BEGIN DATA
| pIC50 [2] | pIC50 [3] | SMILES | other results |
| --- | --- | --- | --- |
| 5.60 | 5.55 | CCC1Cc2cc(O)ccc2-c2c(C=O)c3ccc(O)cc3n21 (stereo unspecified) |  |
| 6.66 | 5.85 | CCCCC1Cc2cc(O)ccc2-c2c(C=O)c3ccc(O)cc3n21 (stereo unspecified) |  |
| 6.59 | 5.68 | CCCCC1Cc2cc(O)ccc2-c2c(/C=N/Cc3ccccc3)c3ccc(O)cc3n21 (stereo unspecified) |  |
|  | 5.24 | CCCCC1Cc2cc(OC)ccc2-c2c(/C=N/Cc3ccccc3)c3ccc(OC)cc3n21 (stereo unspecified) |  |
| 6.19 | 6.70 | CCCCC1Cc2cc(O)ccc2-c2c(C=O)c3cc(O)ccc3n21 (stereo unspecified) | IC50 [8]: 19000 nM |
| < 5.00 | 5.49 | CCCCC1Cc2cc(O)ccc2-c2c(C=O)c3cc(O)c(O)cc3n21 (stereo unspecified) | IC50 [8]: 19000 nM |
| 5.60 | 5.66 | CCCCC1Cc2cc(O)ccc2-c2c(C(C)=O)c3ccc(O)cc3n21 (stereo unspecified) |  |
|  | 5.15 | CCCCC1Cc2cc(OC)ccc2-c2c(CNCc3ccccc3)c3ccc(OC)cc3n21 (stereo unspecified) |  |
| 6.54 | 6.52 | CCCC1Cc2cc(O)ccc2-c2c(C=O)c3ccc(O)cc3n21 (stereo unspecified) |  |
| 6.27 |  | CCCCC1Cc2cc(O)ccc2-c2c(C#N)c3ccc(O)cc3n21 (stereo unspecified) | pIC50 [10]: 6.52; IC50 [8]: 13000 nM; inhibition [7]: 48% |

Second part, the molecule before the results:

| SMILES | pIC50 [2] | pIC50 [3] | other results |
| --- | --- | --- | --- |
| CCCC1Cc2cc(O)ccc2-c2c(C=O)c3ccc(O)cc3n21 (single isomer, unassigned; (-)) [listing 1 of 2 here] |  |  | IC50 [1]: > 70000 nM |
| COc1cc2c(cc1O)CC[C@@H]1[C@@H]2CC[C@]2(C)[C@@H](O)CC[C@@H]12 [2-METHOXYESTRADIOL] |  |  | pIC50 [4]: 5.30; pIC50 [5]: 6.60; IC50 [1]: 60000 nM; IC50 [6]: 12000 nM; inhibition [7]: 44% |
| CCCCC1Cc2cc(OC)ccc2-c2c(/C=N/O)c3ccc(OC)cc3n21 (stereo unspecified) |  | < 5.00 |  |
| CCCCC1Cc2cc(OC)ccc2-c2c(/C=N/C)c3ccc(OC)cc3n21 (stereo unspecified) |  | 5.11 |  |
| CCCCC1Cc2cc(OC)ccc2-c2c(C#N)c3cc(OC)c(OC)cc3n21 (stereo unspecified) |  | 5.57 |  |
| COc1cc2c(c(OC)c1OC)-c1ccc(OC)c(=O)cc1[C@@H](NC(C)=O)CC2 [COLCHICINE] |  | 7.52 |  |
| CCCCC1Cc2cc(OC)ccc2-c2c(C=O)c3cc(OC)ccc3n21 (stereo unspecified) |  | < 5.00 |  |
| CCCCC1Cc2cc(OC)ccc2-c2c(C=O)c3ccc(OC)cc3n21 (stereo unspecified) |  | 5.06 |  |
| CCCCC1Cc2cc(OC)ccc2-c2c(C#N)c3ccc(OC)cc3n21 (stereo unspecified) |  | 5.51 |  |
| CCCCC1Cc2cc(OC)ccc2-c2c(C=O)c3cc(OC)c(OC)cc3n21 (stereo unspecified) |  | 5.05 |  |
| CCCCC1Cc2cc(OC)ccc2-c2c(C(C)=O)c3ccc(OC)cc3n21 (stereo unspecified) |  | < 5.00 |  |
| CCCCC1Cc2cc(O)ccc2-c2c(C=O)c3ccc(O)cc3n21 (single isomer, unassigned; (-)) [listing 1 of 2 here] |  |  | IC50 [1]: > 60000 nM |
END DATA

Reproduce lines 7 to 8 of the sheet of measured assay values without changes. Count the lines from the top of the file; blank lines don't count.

| 6.19 | 6.70 | CCCCC1Cc2cc(O)ccc2-c2c(C=O)c3cc(O)ccc3n21 (stereo unspecified) | IC50 [8]: 19000 nM |
| < 5.00 | 5.49 | CCCCC1Cc2cc(O)ccc2-c2c(C=O)c3cc(O)c(O)cc3n21 (stereo unspecified) | IC50 [8]: 19000 nM |